INDUSTRIALS

image14

OVERVIEW

Volatile commodity markets can cause tremendous pressure on competitors throughout the industrial sector, making robust strategic planning critical for building a competitive advantage. Not only are commodities traditionally a major input cost for industrial participants, but customer demand growth is also often driven by commodity prices. For instance, high demand growth drove record revenue and economic profits for the global Ag equipment segment until 2013, but has slumped since the peak, leaving competitors with a tough road ahead. Metals prices are rebounding, economies are growing and public works projects are in the pipeline, creating a potential tailwind for other equipment manufacturers. 

Given these cyclical changes, competitors must capture maximum value during positive cycles and mitigate losses during downturns. Achieving this requires a detailed understanding of which products, parts, customers, and markets drive economic value added (EVA) and which ones destroy value. DPO & Co has deep experience helping clients understand where and why EVA exists and driving strategies that allocate resources optimally. 

CASE EXAMPLE 

12-Week Project: Identified $350M accretive revenue ($50-$80M profit) potential for heavy industrial client by assessing profitable adjacent markets, also advising against pursuing six shortlisted products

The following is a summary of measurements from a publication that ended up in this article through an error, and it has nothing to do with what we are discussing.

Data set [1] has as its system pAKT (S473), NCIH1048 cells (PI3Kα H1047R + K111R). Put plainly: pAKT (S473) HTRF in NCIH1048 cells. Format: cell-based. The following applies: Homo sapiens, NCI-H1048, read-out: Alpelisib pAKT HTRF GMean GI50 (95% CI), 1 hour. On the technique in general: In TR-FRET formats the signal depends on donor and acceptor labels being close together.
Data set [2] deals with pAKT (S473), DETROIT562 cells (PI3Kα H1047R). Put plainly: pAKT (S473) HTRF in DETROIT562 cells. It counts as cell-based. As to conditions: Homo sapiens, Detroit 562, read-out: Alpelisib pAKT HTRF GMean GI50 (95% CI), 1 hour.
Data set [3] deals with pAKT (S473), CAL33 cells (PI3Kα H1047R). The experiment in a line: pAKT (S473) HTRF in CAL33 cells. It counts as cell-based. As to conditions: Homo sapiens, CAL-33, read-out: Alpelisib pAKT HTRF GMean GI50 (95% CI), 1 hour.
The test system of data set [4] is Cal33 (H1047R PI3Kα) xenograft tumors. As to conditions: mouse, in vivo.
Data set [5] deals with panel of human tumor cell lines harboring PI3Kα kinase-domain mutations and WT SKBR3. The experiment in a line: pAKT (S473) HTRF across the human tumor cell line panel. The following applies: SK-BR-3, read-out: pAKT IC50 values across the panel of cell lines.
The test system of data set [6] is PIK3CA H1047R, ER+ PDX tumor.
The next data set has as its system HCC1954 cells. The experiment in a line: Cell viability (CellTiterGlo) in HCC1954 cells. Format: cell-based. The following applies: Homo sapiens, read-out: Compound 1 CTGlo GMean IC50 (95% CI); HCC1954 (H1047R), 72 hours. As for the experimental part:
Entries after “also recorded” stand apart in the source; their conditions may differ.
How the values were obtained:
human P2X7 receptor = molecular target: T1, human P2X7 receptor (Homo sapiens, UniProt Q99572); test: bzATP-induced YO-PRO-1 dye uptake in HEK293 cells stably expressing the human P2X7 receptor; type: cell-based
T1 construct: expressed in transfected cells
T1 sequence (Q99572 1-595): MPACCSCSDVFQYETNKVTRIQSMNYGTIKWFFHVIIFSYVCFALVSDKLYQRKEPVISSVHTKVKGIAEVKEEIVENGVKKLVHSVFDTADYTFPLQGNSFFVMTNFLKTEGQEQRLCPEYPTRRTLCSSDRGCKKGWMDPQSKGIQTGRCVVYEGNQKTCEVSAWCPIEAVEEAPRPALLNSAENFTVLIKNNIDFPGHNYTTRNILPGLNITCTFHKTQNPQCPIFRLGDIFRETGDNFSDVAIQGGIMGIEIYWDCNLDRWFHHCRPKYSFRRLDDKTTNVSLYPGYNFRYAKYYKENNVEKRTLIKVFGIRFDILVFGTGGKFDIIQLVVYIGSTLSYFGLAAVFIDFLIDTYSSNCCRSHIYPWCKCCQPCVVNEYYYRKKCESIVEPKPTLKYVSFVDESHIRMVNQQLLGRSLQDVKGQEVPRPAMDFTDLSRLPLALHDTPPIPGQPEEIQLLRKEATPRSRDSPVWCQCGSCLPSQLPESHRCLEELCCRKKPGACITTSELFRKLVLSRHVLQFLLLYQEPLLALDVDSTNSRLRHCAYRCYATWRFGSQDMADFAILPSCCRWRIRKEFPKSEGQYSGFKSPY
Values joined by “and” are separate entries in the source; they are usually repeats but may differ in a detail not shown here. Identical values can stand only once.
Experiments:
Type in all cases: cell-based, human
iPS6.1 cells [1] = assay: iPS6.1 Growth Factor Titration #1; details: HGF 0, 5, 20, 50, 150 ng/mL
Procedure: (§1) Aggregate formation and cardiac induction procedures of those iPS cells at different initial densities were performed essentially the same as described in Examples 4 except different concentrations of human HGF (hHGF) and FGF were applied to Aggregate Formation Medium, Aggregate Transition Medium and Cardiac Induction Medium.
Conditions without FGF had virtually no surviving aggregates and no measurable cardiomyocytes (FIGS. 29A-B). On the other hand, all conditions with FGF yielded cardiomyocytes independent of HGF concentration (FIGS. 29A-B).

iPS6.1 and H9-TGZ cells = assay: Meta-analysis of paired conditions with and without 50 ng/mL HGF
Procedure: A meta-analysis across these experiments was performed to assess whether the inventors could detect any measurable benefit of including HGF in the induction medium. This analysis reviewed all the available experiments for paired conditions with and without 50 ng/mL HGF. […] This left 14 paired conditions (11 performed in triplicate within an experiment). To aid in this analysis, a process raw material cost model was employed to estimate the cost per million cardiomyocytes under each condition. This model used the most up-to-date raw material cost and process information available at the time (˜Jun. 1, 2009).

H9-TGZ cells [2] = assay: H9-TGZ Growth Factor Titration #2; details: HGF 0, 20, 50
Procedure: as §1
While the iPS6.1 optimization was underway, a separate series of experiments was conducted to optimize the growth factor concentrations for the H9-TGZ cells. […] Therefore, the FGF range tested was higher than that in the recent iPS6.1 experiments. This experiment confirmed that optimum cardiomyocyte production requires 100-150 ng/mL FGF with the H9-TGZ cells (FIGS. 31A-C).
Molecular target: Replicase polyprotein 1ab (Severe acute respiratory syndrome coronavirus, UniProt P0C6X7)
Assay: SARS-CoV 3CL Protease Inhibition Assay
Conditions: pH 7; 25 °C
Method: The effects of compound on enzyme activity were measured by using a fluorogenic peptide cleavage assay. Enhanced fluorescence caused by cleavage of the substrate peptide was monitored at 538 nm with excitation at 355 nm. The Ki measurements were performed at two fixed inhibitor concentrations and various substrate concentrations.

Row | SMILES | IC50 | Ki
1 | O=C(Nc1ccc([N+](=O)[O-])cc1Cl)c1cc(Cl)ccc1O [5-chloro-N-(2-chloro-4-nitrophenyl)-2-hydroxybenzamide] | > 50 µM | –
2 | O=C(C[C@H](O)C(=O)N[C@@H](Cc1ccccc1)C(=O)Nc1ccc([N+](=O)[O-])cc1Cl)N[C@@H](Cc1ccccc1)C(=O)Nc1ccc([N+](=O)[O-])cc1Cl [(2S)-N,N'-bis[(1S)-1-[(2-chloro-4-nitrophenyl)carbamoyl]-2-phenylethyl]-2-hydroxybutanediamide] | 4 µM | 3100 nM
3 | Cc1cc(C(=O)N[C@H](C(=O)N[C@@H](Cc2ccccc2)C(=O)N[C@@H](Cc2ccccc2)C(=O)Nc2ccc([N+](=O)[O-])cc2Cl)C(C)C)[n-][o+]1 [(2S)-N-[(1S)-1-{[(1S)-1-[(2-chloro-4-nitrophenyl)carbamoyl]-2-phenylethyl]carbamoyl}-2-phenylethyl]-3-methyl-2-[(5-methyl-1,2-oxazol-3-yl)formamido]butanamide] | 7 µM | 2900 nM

Situation 

  • Due to changes in technology and consumer preference, economists forecasted client was poised to lose ~$250M in revenue and ~$100M in profit
  • Given client's core engineering capabilities, they were considering ten growth opportunities they felt could fill the void from the loss in this business
  • Expansion appeared to be a logical expansion of a very profitable business, but we were skeptical of the client's sources of differentiation  

Approach

  • Developed fact base by segmenting the market into OEMs that had strong sources of differentiation and generic "will-fit" manufacturers
  • Conducted public desk research to determine OEMs generate ~4x profit than generic manufacturers
  • Established hypothesis that brand, distribution, engineering expertise and IP access drive profit
  • Created robust framework to analyze client capabilities on these four metrics
  • Leveraged public desk research to calculate overall profit pool and potential market share by comparing client on these metrics
  • Ranked opportunities by value at stake and highlighed one strong opportunity, several moderate opportunities and several negative economic profit pools
  • Identified several other operational efficiencies within the business that could fill profit gap using information captured organically during client interview phase

Impact and Results 

  • Client received actionable plan for pursuing the highest value at stake opportunity, worth $200M in new revenue and $30-60M profit
  • Management had significant evidence contrary to initial internal hypotheses, which drove the decision to not pursue growth that would destroy stakeholder value
  • Key stakeholders were aligned and trained to use framework to evaluate future adjacent market growth opportunities